Speaking of Burt Howe, he reminds me regularly through his actions the importance of making others feel appreciated and valued. Pauline Phillips offers, “There are two kinds of people in the world. Those who walk into the room and say, ‘There you are,’ and those who say, ‘Here I am.’” People are starving for acknowledgement and appreciation and there is nothing more endearing than fulfilling that need.
On our drive to Camden my wife Barb mentioned the tendency of Americans to be overly self-centered by spending and spending on things that aren’t really needed at the expense of being able to give to causes that they truly value. Will Smith said, “Too many people spend money they haven’t earned to buy things they don’t want to impress people they don’t like.” Barb’s comment reminded me of the importance of starting a budget with giving and saving at the onset then building a lifestyle on what’s left. I think that many of us find it hard to comprehend the true power of philanthropy but giving really does open up the floodgates of happiness as H. Jackson Brown, Jr. is quoted, “Remember that the happiest people are not those getting more, but those giving more.”
My brother in law, Jeff Clark, and I hiked Tumbledown Mountain in Weld, Maine. I had climbed it a few years ago however didn’t remember how steep the Loop Trail was – well, it was STEEP and technical. By the end of the day we had climbed some difficult pitches, blazed some trails and traversed nearly seven miles – beyond what he would have guessed was his current fitness level. I can’t give enough accolades for a great attitude and willingness to push on as he cramped up. Jeff commented that it is amazing what we can accomplish when we set our minds to something. Wow, can’t be truer. We are capable of so much more than we imagine or attempt.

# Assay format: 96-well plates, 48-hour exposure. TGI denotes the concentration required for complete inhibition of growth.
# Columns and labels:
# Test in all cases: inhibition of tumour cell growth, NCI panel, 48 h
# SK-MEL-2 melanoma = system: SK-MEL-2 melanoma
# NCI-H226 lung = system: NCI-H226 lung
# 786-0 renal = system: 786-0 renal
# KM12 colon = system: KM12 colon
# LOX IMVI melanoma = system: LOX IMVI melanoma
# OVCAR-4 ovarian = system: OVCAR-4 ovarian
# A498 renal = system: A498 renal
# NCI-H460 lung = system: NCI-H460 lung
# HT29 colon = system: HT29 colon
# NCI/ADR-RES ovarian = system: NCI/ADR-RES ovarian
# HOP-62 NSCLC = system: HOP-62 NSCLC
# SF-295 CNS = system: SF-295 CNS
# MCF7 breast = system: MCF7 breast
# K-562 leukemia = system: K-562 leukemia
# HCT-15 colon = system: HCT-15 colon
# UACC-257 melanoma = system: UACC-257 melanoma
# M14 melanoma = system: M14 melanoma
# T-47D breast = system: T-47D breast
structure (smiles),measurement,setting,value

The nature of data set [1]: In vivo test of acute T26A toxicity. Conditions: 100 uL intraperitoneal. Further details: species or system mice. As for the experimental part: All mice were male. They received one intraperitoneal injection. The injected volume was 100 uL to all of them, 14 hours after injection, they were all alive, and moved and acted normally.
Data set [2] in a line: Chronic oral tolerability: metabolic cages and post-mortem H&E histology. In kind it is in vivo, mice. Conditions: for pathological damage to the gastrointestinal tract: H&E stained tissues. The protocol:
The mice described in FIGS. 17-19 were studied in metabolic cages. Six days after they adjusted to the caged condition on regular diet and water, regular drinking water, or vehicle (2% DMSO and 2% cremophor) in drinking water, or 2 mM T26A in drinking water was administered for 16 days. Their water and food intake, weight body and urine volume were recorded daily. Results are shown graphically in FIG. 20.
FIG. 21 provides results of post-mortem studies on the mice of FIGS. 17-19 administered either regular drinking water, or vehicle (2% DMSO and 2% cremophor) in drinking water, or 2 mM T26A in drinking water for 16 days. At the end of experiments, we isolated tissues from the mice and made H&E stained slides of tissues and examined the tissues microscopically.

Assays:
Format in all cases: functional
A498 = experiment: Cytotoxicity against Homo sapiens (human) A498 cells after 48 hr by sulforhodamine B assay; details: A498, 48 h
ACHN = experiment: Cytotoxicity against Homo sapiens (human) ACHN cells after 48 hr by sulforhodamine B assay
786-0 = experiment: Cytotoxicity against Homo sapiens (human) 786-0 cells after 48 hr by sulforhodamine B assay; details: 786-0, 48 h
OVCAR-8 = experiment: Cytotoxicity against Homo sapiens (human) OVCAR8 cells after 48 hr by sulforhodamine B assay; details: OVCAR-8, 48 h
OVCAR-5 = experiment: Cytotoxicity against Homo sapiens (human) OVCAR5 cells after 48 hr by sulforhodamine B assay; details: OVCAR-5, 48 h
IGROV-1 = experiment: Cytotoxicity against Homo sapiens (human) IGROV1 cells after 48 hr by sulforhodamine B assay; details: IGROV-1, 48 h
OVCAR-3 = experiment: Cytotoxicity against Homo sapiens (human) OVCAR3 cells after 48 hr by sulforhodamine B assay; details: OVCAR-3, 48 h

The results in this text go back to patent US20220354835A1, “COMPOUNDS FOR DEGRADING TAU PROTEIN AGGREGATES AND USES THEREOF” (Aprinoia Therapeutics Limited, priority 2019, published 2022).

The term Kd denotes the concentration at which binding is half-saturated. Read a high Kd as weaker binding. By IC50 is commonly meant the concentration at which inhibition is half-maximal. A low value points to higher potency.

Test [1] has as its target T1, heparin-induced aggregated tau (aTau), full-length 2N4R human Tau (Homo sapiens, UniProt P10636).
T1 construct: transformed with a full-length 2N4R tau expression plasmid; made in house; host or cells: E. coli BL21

I love it when others remind me that age is just a number. My mother in law is now 76 and joined us in climbing the Beehive in Acadia National Park over vacation. She never ceases to amaze us with her resiliency, determination, and high energy. She seems to be 76 going on 50 and continuously reminds us of the importance of being young at heart, body, and mind.
Slowing down to smell the roses – it’s an old cliché but it sure is true that it is easy to zip along and forget the beauty around us. Our friend Gwynne Hays came up from Florida for a few days of hiking and kayaking. She was like a kid in a candy store. We would be walking along talking and she would say wait, and stop to smell the autumn fragrances or to take in the beauty of the foliage. The lesson to slow down to be in the moment and observe all the beauty around us is one that we can never be reminded of enough.